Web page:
Leaders must exclude product team members from the "shared resource" pool.
Do not consider people already dedicated to projects within the organization as valid candidates for a product team until the project(s) closes or the person makes a clean cut from the project.
Why should these three points be non-negotiable?
When organizations come to us recognizing their need for change and seeking help to improve their traditional way of operating, one of the first steps I take in my role as a BreakFree member is to coach teams on the difference between project teams and product teams.
Product teams are formed and operate based on the mindset of "we're in this for the long run." This step is crucial and fundamental as it sets the base for the rest of the work ahead. If you form a team with the idea that this is their primary and only focus, you will see a much higher commitment level from every one of your team members. People will feel a sense of ownership toward the work and in turn, ownership toward the vision you are trying to bring to fruition.
This dynamic is much different than the dynamic you may be used to experiencing on a project team. On a project team, people come together to complete a list of specific items, after which they move on to another project. This practice is not necessarily bad, and there are instances where it is appropriate to do so. It is just not appropriate on a product team!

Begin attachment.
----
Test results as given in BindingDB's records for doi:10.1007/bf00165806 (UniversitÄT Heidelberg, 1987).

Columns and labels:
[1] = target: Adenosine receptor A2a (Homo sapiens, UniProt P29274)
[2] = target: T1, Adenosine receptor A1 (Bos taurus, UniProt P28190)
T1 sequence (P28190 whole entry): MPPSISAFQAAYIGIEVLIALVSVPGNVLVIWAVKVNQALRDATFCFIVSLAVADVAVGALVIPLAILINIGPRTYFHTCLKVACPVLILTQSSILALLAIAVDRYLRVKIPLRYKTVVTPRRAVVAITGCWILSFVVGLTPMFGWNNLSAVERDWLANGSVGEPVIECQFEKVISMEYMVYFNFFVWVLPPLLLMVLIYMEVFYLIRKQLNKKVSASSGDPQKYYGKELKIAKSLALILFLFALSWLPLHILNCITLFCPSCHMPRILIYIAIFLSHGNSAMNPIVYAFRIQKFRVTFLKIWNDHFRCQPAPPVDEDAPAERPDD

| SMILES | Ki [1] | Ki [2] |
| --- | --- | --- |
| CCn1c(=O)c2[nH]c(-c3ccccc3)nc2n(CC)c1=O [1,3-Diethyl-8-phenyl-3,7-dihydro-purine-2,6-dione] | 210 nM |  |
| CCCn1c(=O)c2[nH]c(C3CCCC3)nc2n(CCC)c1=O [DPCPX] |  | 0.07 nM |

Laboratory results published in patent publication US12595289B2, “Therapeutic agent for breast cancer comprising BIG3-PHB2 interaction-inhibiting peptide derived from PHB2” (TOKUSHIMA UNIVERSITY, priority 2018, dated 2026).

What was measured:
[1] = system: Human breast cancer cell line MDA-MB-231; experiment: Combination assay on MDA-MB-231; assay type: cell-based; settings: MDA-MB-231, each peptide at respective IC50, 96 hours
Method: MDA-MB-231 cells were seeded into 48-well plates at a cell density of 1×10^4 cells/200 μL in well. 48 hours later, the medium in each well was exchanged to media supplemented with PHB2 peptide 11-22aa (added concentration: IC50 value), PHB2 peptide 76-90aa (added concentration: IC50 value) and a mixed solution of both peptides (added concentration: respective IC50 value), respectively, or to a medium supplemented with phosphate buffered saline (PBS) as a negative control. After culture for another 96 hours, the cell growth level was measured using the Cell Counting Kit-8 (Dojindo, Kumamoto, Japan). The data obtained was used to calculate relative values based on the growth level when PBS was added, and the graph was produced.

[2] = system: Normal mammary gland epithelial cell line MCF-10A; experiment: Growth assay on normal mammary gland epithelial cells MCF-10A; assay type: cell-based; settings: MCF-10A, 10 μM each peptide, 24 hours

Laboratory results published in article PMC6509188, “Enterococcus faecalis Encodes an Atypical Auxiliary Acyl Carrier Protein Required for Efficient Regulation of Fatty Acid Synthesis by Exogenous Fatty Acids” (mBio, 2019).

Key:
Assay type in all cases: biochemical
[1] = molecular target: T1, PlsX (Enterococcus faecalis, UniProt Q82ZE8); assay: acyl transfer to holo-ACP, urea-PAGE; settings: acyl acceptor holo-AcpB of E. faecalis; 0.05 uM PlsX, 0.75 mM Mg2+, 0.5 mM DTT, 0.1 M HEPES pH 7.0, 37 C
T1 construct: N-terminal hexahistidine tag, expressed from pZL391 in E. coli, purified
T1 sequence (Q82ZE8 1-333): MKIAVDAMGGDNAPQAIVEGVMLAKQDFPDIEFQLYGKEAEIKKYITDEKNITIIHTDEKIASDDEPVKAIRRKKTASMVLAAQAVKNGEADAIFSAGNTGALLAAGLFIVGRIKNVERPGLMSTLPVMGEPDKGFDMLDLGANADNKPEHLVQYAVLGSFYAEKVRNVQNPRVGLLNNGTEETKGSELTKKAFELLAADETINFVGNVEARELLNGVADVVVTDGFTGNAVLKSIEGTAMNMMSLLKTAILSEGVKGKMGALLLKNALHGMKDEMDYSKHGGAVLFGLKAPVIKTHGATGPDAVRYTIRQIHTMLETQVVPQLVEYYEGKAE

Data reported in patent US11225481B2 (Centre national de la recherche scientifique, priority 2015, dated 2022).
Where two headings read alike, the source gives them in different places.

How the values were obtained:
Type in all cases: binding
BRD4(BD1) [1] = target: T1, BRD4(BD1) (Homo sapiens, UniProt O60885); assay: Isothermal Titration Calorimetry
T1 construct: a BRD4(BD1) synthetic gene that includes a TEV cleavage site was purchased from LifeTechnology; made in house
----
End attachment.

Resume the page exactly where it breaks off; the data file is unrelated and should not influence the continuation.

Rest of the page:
A common purpose is what drives people on product teams. They transform a vision into a product that may solve a problem, improve lives, simplify something, challenge something, or all these combined. This type of attitude requires creativity, self-motivation, and commitment, which is only possible if each team member is 100% dedicated to the team. Anything short of 100% will cause team members to feel disconnected to the product or the team. They will continuously switch from one task to another across teams all day long, a concept known as context switching.
There is a plethora of information on the negative effect of context switching. Unfortunately, many organizations still indirectly support context switching by subjecting their people to a pool of shared resources to cover more ground (figuratively speaking) using fewer people to achieve the organization's goals or meet specific quotas.
The critical thing to remember here is that you must do everything you can to shield the people on your team from the possibility of rotating their effort across projects or teams within the organization. Context switching can, at best, harm a product and at times, be detrimental to the overall success of a product and product team.
In this blog post, I will leave you with this: Avoid starting a product team with people the organization considers shared resources. Avoid it at all costs!
Fight for the people you want working on your product vision! They will appreciate that, and their appreciation will show in their work. If you need help looking into ways you can work with your organization on the three non-negotiable points when forming a product team, let us know here at BreakFree! We’re happy to start that conversation!